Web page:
This is interesting because, as I noted, the first novel felt quite complete and would have been fine as a stand-alone. I read the second novel with Bill’s comment in mind, and I came to admire Hamilton’s edits that made The Wrecking Crew flow seamlessly from its predecessor. The decision of Helm’s wife is addressed, and the antagonist of the previous novel is referred to in incredibly effective, but brief, segments as Helm explains his business to one of the female characters in the novel.

The female characters, Sara, Lou and Elin, sort of dominate the novel, and Helm’s semi-sexist attitude toward them is interestingly juxtaposed with Hamilton’s treatment of the characters. At a certain point in the novel, Helm’s profession of love for women in skirts, and his dislike of pants, has become almost a catchphrase, but perhaps Helm represents the man in transition from chauvinism to respect for women as equals. In many ways, the three female characters provide the forward progress of the novel, forcing Helm into action where bureaucracy would otherwise keep him impotent. By the novel’s end, the women have either proven themselves to him, or haunt him because of the promise of what they could have been and the gumption that they showed. It’s incredibly difficult to write a review of a novel without spoiling it completely, but my copy of The Wrecking Crew spoils something that happens in the last 20 pages on the back cover blurb, and anyway, more people end this book dead than alive. It’s part of reading a book about a professional assassin, I suppose.

Before, I said that Helm’s group was unnamed, but we learn from one intelligence agent in the novel that they have nicknames, including the German-supplied Mordgruppe and the stateside moniker that supplies the novel’s title, The Wrecking Crew. The internal conflict of the last novel is supplanted here by a return to decisiveness on the part of the character. He is playing the role of Matt Helm, photographer, occasionally, Matt Helm, bumbling secret agent, but inside he is always “Eric,” a hardened killer. The prey is an opposite number working for, it is insinuated, the Soviets, codenamed Caselius. When trying, barely, to procure information on the agent, Helm doesn’t begrudge the man his job, or feel superior:

I’m perfectly happy to be on his level, doll. It’s the level of a tough, intelligent, courageous man who could probably make a better living selling automobiles or insurance or whatever they sell in Russia, but who prefers to serve his country in the front lines, such as they are today. I don’t hate him. I don’t despise him. I don’t look down upon him, as everybody else seems to, from some kind of a higher moral plane. I’m just prepared to kill him when and if I get instructions to do so, whether it means anything or not. Meanwhile, I’d like to find out who he is.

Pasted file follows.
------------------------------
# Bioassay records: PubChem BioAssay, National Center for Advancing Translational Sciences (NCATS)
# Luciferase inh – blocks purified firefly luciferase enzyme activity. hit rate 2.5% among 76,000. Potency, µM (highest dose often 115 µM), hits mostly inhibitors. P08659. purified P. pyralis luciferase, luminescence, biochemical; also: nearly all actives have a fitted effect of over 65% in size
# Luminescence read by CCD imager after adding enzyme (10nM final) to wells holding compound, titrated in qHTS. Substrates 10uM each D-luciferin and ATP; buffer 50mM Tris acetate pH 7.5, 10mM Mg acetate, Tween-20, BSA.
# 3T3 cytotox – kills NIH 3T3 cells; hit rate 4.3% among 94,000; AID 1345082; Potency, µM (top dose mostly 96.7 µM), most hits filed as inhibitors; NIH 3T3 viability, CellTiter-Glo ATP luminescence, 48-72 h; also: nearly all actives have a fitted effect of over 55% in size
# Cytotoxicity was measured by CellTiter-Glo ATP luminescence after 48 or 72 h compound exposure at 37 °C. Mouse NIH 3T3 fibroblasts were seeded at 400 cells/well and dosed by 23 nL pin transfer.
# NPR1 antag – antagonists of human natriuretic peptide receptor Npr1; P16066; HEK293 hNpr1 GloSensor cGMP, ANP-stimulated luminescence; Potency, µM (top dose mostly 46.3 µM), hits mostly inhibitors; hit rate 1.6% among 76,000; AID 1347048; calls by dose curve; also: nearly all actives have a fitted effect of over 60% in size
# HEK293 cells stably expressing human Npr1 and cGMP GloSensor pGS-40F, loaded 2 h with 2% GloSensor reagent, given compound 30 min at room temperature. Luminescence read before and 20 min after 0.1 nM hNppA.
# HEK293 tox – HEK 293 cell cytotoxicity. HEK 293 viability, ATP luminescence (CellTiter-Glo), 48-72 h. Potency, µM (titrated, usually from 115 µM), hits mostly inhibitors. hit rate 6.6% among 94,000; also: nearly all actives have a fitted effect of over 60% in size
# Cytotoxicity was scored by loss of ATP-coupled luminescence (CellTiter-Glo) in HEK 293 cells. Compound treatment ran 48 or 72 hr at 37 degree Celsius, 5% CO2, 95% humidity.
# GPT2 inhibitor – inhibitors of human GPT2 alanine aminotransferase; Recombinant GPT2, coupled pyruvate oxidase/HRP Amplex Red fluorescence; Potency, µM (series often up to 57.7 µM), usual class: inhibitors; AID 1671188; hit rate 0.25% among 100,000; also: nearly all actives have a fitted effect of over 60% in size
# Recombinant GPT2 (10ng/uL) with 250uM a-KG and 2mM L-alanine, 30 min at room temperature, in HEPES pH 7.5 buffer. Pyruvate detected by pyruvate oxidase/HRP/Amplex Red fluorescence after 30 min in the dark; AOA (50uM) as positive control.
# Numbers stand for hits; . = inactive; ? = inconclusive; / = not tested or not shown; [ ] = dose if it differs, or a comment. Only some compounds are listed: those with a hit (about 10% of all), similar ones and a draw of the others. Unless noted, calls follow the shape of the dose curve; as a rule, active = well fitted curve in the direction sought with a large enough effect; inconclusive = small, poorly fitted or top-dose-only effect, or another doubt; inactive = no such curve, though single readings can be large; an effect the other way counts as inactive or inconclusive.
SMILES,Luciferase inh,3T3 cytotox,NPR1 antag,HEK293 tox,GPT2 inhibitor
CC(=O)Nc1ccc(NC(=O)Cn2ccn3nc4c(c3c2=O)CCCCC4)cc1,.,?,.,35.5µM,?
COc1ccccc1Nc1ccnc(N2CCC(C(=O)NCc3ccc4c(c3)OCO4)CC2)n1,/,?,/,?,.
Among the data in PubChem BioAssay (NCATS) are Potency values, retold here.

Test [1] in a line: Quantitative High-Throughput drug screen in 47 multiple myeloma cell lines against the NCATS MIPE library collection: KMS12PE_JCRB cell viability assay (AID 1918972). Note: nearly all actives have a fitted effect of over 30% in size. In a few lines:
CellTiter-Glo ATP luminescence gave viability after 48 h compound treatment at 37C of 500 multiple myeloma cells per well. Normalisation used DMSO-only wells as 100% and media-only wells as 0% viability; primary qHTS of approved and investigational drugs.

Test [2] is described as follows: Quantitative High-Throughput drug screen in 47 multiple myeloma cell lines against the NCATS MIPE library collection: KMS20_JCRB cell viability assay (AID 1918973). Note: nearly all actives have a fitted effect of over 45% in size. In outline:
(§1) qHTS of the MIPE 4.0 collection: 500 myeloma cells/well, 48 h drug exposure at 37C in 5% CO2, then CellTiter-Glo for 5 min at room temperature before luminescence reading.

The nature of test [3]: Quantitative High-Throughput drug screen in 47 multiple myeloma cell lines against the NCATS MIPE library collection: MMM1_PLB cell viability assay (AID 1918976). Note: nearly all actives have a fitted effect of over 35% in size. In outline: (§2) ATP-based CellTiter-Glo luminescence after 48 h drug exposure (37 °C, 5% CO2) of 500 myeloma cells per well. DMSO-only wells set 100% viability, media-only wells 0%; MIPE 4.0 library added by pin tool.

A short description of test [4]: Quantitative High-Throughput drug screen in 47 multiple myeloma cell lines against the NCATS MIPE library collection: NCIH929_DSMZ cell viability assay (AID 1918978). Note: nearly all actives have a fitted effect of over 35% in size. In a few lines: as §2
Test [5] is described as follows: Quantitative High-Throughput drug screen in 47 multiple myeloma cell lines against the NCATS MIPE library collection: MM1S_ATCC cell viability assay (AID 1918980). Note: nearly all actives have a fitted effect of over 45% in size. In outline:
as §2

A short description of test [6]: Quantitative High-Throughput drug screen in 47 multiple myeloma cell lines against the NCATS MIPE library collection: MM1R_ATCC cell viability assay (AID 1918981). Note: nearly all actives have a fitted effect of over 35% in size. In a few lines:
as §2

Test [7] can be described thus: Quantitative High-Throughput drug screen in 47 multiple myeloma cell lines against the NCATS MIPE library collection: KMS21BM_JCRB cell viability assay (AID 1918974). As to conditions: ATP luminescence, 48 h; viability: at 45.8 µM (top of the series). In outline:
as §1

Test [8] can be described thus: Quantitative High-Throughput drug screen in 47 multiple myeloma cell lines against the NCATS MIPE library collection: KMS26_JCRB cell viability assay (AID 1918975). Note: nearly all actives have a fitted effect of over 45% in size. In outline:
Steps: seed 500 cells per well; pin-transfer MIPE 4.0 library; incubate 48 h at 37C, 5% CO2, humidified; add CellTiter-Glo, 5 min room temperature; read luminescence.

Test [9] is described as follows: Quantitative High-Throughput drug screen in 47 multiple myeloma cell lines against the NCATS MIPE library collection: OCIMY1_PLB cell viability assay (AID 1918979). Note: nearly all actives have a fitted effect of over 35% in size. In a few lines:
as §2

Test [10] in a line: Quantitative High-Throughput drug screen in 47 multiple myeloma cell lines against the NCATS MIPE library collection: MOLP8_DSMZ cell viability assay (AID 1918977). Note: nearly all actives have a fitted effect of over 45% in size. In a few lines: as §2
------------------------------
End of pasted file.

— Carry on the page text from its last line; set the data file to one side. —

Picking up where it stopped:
The potential informant is Lou, the widow of a journalist who wrote a piece on Caselius. Her husband was mysteriously shot down in a total accident, and she only managed to survive because her husband’s body selflessly blocked the rain of bullets. She’s striking out on her own as a journalist, and needs a photographer for an assignment in Sweden. Mac has brought Helm in on this one because he knows a bit of Swedish, because he has photography experience, and, interestingly, because he’s a bit out of shape. The assignment calls for a sort of double-disguise–as noted above, Helm plays the photographer, but also puts on the act of an incompetent American spy, almost to the point of Inspector Clouseauism. The way that Hamilton crafts scenes where Helm runs through what he should be doing, and then swings his fists around ineffectively is fascinating, especially in an early point in the book where, had “Eric” been in control, a horrific death could have been prevented.

Most of the book plays out like an espionage-tinged mystery. Who is Caselius? Who of Matt’s acquaintances can be trusted? Is he the only one wearing the double-disguise? Why all of these pictures? It’s an effective way to create a page-turner, and when the answers start coming, they start coming fast and furious, and sometimes unexpectedly. I’d be interested to see the original draft of this story, before it was rewritten to be part of a series. After the killing, the denouement is not entirely satisfactory, but fits with most everything that’s come before it.

Where the story shines is in the writing of Hamilton and the world he creates. It’s a world where the job of espionage is as mundane as taking pictures, and the killing is quick and dirty. The game at hand is fairly shallow, and most of the cards are on the table. For Helm, it’s a matter of playing out the final hand to see what cards his enemies and accomplices have been hanging onto. I was a bit worried after Death of a Citizen that I wouldn’t be able to get into the swing of the remainder of the series, but if The Wrecking Crew is a sign of things to come (and I hope it is), I’ll be enjoying each of these holiday excursions into the universe of Helm.

Still uncertain? Here’s a sample of Hamilton’s writing to convince you: